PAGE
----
Since microarray and high-throughput sequencing can provide expression levels of thousands of genes in human genome simultaneously, it has been widely used to predict the potential therapeutic targets for PCa. In this study, we conducted a combined analysis of two types of microarray chips (DNA methylation and gene expression profile datasets) of PCa for uncovering the epigenetic and genetic mechanisms in PCa using bioinformatics analysis tools. By overlapping DEGs, DMGs and TSGs (tumor suppressor genes), we identified some candidate tumor suppressor genes that can provide new ideas for diagnosis, therapy and biomarker studies in PCa. In order to better understand the molecular mechanism of candidate tumor suppressor genes and hub genes, GO, KEGG pathway and PPI analysis were further performed.

The results demonstrated that these hypermethylation-low expressed genes were enriched in cytokine-mediated signaling pathway, benzene-containing compound metabolic process, kynurenine metabolic process, positive regulation of cysteine-type endopeptidase activity involved in apoptotic process, indolalkylamine catabolic process, response to vitamin, cellular response to mechanical stimulus, tryptophan catabolic process, tryptophan metabolic process and positive regulation of transcription, DNA-templated.

This indicated that cytokines is associated with prostate cancer. Some evidence shows the role of cytokines in prostate carcinogenesis. Cytokines are widely recognized as crucial factors in cancer development. In the progress of cancer development, cytokines were released by other immune cells. And cytokines enhance therapeutic resistances through EMT activation in tumor microenvironment [49]. Kynurenine has relationship with immune escape of tumor cells [50]. Srekumar et al. found that Kynurenine was associated with prostate cancer (PCa) progression [51]. More and more experimental researches have indicated that vitamin D has the effects of anti-prostate tumor [52, 53]. Like vitamin D, vitamin C was also natural product that has the property of antioxidant [54]. So vitamin C also plays an important role for antitumor due to characterize of antioxidant [55].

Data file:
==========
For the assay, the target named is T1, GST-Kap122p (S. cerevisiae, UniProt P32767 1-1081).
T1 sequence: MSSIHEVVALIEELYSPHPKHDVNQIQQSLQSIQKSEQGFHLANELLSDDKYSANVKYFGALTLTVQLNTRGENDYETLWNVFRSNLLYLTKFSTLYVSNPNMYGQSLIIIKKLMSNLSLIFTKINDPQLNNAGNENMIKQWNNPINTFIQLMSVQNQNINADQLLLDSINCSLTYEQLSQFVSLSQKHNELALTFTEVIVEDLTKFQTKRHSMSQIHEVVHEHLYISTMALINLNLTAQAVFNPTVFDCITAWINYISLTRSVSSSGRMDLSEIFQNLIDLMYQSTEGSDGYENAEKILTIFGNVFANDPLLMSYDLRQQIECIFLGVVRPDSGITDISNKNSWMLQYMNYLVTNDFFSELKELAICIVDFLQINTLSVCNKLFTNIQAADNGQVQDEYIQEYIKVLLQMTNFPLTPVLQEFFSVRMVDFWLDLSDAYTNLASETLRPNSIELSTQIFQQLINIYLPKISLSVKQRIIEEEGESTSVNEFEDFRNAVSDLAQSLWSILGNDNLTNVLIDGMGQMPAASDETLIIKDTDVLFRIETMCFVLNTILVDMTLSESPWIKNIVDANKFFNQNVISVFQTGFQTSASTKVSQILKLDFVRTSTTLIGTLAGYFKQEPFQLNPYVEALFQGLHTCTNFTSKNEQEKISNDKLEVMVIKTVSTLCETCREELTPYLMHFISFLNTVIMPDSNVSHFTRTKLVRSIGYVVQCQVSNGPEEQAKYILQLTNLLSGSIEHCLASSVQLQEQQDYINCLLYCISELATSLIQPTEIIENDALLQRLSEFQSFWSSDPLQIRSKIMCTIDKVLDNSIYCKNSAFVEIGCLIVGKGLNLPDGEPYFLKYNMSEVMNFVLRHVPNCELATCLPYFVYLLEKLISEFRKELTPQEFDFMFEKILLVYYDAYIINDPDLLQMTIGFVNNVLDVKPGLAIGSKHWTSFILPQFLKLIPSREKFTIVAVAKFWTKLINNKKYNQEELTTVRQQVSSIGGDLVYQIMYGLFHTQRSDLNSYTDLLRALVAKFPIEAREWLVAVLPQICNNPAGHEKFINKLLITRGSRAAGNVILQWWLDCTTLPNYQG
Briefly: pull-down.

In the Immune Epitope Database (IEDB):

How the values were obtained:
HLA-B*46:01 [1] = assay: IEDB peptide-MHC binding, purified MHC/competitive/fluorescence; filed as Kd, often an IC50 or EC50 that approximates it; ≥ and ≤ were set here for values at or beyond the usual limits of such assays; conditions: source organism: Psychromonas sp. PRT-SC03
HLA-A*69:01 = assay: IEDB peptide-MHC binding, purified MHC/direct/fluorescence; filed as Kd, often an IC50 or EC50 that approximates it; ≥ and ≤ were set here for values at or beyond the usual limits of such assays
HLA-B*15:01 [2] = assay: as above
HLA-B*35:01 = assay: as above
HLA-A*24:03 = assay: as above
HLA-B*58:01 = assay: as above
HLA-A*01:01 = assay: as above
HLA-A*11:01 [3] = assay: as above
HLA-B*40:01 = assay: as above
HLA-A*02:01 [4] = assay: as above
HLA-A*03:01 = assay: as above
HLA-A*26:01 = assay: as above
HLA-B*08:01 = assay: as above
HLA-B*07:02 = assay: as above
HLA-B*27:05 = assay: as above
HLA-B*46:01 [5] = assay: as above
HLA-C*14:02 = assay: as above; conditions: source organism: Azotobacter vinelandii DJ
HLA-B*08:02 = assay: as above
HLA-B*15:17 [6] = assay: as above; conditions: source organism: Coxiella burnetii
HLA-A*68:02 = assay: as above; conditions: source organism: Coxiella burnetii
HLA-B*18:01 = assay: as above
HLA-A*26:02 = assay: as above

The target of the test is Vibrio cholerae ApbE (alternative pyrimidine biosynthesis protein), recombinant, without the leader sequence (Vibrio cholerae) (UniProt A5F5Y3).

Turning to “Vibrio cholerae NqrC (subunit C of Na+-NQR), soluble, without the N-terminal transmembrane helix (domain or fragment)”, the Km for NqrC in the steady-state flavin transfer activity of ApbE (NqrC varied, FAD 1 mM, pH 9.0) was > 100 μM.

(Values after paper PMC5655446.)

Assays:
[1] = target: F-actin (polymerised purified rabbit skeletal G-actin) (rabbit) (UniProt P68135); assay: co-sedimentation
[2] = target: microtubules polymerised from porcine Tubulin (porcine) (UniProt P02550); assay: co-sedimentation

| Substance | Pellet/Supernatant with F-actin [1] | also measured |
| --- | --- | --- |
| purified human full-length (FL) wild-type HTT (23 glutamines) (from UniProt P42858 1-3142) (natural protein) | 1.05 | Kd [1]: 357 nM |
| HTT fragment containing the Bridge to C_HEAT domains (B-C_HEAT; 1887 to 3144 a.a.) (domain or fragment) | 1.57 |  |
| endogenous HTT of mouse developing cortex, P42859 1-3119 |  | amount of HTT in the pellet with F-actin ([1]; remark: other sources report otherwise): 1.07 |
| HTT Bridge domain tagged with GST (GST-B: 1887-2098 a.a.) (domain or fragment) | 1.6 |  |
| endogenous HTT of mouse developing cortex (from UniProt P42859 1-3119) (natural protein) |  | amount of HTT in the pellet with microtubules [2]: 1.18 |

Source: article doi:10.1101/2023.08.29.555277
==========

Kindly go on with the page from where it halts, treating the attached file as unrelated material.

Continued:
Furthermore, the enriched KEGG pathways of hypermethylation-low expressed genes have significant enrichment in NOD-like receptor signaling pathway, Pentose phosphate pathway, Viral carcinogenesis, Tryptophan metabolism, Measles_Homo sapiens, Hepatitis B, Legionellosis, Cytosolic DNA-sensing pathway and Influenza A and Inflammatory bowel disease (IBD). Cumulative evidence revealed that the pentose phosphate pathway (PPP) is a metabolic pathway, parallel to glycolysis that generates NADPH, nucleotides and nucleic acids [56]. Heritable factors and environmental factors may cause prostate cancer together. Recent research focus on the role of viral infections in prostate cancer [57]. Cytosolic DNA sensing is associated to the secretion of cytokines [58]. Cytosolic DNA sensing mediates robust antimicrobial. Cancer cells often acquire genetic or epigenetic alterations [59, 60]. Cytosolic DNA sensing is important for tumor control. In cytosolic DNA sensing, transcriptional and post-translational signaling modules enable the release of immunomodulatory cytokines [58].

After constructing PPI network for hypomethylation-high expression genes, a novel Cytoscape plugin called cytoHubba was introduced for ranking nodes in a network by the network. CytoHubba provides 12 topological analysis methods including Betweenness, BottleNeck Closeness, Clustering Coefficient, Degree, DMNC, EcCentricity, EPC, MCC, MNC, Radiality and Stress [23]. The hub genes appeared to be FGFR1, FGF13 AND CCND1.

Type 1 fibroblast growth factor receptor binding (FGFR1) was an important factor in tumor initiation and progression in prostate cancer. The activation of FGFR1 regulate the EMT in cancer progression [61]. Amplification of FGFR1 has been well studied [62, 63]. And epithelial mesenchymal-transition (EMT) may play a crucial role during in tumor metastasis and progression [64]. Recent studies have indicated that inducing EMT can affect tumor microenvironment [65].

Fibroblast growth factor 13 (FGF13) is overexpressed in several types of cancer [66, 67]. FGF13 inhibit ribosomal RNA synthesis, and may be an interplay with p53 involving a nucleolus-dependent mechanism [68]. It is possible that FGF13 may similarly signal to p53 by the same underlying molecular mechanism. FGF13 expression would activate p53, whereas the up-regulation of miR-504 would antagonize such an effect. It will be important to explore this issue directly in future studies [69]. Although the augmented FGF13 expression in tumors is unlikely to be a cancer driver, it is not merely a passenger, because it allows the cancer cells to cope with undesirable side effects of oncogene activation [68]. So FGF 13 may be reviewed as a cancer switch [70]. Cycline D1 (CCND1) plays a significant role in cell cycle. The over-expression of CCND1 in human tumors has been indicated as proto-oncogenes [71,72,73,74,75,76,77].